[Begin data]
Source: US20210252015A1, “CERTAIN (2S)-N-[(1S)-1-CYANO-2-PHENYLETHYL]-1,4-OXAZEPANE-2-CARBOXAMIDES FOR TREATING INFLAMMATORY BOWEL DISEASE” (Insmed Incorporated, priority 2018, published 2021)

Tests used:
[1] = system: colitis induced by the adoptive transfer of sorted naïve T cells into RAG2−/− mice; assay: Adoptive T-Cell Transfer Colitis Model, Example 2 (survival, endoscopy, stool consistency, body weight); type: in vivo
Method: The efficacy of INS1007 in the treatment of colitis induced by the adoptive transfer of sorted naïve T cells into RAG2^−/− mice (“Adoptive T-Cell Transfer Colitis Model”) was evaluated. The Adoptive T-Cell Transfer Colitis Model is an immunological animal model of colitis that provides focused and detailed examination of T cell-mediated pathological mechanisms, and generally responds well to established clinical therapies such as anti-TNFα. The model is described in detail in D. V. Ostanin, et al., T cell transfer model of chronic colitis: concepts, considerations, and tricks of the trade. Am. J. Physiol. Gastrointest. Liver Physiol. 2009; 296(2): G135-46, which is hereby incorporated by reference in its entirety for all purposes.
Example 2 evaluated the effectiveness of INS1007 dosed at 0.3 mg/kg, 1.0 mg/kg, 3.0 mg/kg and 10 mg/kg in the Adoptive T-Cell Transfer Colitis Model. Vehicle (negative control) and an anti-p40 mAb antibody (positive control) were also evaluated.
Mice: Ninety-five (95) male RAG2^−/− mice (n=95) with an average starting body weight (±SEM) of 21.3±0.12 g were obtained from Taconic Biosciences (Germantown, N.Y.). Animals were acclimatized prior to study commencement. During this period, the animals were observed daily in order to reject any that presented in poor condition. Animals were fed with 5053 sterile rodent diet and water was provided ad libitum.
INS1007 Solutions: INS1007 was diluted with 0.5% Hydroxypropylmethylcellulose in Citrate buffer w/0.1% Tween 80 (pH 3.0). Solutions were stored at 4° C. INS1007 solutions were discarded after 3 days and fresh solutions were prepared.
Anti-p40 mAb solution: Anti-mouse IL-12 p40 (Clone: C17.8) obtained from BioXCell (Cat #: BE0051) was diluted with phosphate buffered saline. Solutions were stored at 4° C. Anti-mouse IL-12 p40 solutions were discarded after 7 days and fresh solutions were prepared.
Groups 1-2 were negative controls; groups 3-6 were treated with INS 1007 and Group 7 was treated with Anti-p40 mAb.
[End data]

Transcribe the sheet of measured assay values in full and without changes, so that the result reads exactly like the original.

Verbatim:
Source: US20210252015A1, “CERTAIN (2S)-N-[(1S)-1-CYANO-2-PHENYLETHYL]-1,4-OXAZEPANE-2-CARBOXAMIDES FOR TREATING INFLAMMATORY BOWEL DISEASE” (Insmed Incorporated, priority 2018, published 2021)

Tests used:
[1] = system: colitis induced by the adoptive transfer of sorted naïve T cells into RAG2−/− mice; assay: Adoptive T-Cell Transfer Colitis Model, Example 2 (survival, endoscopy, stool consistency, body weight); type: in vivo
Method: The efficacy of INS1007 in the treatment of colitis induced by the adoptive transfer of sorted naïve T cells into RAG2^−/− mice (“Adoptive T-Cell Transfer Colitis Model”) was evaluated. The Adoptive T-Cell Transfer Colitis Model is an immunological animal model of colitis that provides focused and detailed examination of T cell-mediated pathological mechanisms, and generally responds well to established clinical therapies such as anti-TNFα. The model is described in detail in D. V. Ostanin, et al., T cell transfer model of chronic colitis: concepts, considerations, and tricks of the trade. Am. J. Physiol. Gastrointest. Liver Physiol. 2009; 296(2): G135-46, which is hereby incorporated by reference in its entirety for all purposes.
Example 2 evaluated the effectiveness of INS1007 dosed at 0.3 mg/kg, 1.0 mg/kg, 3.0 mg/kg and 10 mg/kg in the Adoptive T-Cell Transfer Colitis Model. Vehicle (negative control) and an anti-p40 mAb antibody (positive control) were also evaluated.
Mice: Ninety-five (95) male RAG2^−/− mice (n=95) with an average starting body weight (±SEM) of 21.3±0.12 g were obtained from Taconic Biosciences (Germantown, N.Y.). Animals were acclimatized prior to study commencement. During this period, the animals were observed daily in order to reject any that presented in poor condition. Animals were fed with 5053 sterile rodent diet and water was provided ad libitum.
INS1007 Solutions: INS1007 was diluted with 0.5% Hydroxypropylmethylcellulose in Citrate buffer w/0.1% Tween 80 (pH 3.0). Solutions were stored at 4° C. INS1007 solutions were discarded after 3 days and fresh solutions were prepared.
Anti-p40 mAb solution: Anti-mouse IL-12 p40 (Clone: C17.8) obtained from BioXCell (Cat #: BE0051) was diluted with phosphate buffered saline. Solutions were stored at 4° C. Anti-mouse IL-12 p40 solutions were discarded after 7 days and fresh solutions were prepared.
Groups 1-2 were negative controls; groups 3-6 were treated with INS 1007 and Group 7 was treated with Anti-p40 mAb.